Space Race: African American Newspapers Respond to Sputnik and Apollo 11

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Using African American newspapers, this study examines the consensual opinion of articles and editorials regarding two events associated with the space race. One event is the Soviet launch of Sputnik on October 4, 1957. The second is the Apollo 11 moon landing on July 20, 1969. Space Race investigates how two scientific accomplishments achieved during the Cold War and the civil rights movement stimulated debate within the newspapers, and that ultimately centered around two questions: why the Soviets were successful in launching a satellite before the US, and what benefits could come from landing on the moon. Anti-intellectualism, inferior public ... continued below

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Thompson, Mark A. December 2007.

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  • Thompson, Mark A.

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Description

Using African American newspapers, this study examines the consensual opinion of articles and editorials regarding two events associated with the space race. One event is the Soviet launch of Sputnik on October 4, 1957. The second is the Apollo 11 moon landing on July 20, 1969. Space Race investigates how two scientific accomplishments achieved during the Cold War and the civil rights movement stimulated debate within the newspapers, and that ultimately centered around two questions: why the Soviets were successful in launching a satellite before the US, and what benefits could come from landing on the moon. Anti-intellectualism, inferior public schools, and a lack of commitment on the part of the US government are arguments offered for analysis by black writers in the two years studied. This topic involves the social conditions of African Americans living within the United States during an era when major civil rights objectives were achieved. Also included are considerations of how living in a "space age" contributed to thoughts about civil rights, as African Americans were now living during a period in which science fiction was becoming reality. In addition, this thesis examines how two scientific accomplishments achieved during this time affected ideas about education, science, and living conditions in the U.S. that were debated by black writers and editors, and subsequently circulated for readers to ponder and debate. This paper argues that black newspapers viewed Sputnik as constituting evidence for an inferior US public school system, contrasted with the Soviet system. Due to segregation between the races and anti-intellectual antecedents in America, black newspapers believed that African Americans were an "untapped resource" that could aid in the Cold War if their brains were utilized. The Apollo moon landing was greeted with enthusiasm because of the universal wonder at landing on the moon itself and the prowess demonstrated by the collective commitment and organization necessary to achieve such an objective by decades end. However, consistently accompanying this adulation is disappointment that domestic problems were not given the same type of funding or national commitment.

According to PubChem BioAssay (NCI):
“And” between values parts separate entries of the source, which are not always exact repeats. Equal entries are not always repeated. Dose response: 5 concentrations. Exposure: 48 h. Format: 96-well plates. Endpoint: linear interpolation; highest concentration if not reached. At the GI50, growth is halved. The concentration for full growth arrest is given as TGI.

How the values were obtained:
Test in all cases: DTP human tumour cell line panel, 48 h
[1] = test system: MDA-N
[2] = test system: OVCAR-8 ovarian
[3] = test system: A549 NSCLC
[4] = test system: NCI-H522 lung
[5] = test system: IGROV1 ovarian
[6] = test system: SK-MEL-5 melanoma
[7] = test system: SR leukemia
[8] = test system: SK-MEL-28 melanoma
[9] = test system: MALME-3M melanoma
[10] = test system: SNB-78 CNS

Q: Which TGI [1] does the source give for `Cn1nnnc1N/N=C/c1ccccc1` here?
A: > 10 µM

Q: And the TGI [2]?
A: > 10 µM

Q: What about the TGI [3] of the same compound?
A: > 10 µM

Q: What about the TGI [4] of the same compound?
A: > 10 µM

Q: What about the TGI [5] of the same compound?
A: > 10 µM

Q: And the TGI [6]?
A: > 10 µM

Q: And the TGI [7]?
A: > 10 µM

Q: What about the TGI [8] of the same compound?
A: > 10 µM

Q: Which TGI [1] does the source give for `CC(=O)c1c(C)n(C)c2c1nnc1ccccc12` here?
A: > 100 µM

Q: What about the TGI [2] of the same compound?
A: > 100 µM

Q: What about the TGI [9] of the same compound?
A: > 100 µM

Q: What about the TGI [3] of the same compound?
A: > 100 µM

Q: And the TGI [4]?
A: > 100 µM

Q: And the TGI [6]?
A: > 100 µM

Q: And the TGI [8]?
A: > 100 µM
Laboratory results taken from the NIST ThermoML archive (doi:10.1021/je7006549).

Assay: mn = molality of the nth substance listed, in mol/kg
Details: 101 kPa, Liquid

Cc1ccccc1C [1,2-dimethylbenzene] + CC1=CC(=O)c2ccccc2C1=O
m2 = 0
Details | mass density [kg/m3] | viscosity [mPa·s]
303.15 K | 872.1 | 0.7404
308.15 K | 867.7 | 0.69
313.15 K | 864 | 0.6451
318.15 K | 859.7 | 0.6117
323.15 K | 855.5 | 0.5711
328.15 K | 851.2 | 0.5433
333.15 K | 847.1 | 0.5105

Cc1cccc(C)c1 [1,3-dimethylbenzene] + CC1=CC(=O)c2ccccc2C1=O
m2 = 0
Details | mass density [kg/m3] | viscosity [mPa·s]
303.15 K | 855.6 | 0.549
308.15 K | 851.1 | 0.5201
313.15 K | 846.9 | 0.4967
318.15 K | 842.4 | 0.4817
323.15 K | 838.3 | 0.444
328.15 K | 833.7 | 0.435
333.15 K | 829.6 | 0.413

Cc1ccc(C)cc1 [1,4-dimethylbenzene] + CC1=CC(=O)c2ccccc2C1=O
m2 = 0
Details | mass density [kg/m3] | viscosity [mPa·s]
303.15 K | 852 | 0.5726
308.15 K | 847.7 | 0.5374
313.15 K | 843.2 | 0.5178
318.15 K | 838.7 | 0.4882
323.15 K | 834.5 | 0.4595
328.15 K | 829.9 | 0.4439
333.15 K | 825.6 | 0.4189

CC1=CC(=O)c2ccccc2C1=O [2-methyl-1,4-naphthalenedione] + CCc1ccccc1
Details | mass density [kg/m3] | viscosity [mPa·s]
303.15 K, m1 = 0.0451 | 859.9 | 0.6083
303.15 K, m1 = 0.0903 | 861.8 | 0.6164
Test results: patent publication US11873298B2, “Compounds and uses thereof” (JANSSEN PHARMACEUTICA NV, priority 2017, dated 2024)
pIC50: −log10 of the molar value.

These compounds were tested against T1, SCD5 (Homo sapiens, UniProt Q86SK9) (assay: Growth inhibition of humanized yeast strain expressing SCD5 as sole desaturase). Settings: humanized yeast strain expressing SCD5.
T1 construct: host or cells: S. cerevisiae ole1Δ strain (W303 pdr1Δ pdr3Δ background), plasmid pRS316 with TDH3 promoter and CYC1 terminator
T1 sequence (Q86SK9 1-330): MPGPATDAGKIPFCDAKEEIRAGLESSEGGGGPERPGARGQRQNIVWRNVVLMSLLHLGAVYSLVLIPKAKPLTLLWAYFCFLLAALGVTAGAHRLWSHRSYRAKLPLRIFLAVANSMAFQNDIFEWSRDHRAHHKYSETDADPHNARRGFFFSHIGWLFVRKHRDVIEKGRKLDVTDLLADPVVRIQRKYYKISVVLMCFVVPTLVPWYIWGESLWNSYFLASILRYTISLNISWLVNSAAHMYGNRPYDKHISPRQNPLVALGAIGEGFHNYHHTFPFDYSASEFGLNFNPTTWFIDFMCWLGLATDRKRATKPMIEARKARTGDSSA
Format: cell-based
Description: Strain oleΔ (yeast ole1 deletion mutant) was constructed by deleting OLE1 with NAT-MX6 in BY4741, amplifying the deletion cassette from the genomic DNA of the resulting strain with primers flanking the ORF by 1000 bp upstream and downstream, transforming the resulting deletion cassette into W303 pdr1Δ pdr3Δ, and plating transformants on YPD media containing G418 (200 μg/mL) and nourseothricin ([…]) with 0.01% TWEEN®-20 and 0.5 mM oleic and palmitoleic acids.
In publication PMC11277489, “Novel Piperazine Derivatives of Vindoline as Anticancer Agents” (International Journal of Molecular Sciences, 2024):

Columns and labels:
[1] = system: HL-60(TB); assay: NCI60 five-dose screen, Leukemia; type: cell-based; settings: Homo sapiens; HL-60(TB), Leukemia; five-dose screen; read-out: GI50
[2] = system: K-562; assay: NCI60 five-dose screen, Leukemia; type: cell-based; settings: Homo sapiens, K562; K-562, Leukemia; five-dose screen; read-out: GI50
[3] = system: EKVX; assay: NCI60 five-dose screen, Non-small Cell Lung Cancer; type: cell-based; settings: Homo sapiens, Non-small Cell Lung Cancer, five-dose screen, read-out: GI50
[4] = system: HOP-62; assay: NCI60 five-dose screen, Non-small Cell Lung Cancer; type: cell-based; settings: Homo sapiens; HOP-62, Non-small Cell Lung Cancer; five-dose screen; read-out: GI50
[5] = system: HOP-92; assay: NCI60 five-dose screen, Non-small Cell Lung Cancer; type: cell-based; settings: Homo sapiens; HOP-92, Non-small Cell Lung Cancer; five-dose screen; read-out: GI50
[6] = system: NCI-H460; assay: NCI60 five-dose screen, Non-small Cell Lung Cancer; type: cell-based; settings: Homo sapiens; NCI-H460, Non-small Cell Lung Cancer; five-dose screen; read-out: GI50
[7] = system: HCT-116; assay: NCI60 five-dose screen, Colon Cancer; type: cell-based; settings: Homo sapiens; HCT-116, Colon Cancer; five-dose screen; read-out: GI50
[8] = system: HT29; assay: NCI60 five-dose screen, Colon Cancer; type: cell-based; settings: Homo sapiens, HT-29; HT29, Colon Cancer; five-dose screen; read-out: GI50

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  • December 2007

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  • May 2, 2008, 3:20 p.m.

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  • Dec. 15, 2008, 12:47 p.m.

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Thompson, Mark A. Space Race: African American Newspapers Respond to Sputnik and Apollo 11, thesis, December 2007; Denton, Texas. (digital.library.unt.edu/ark:/67531/metadc5115/: accessed September 21, 2017), University of North Texas Libraries, Digital Library, digital.library.unt.edu; .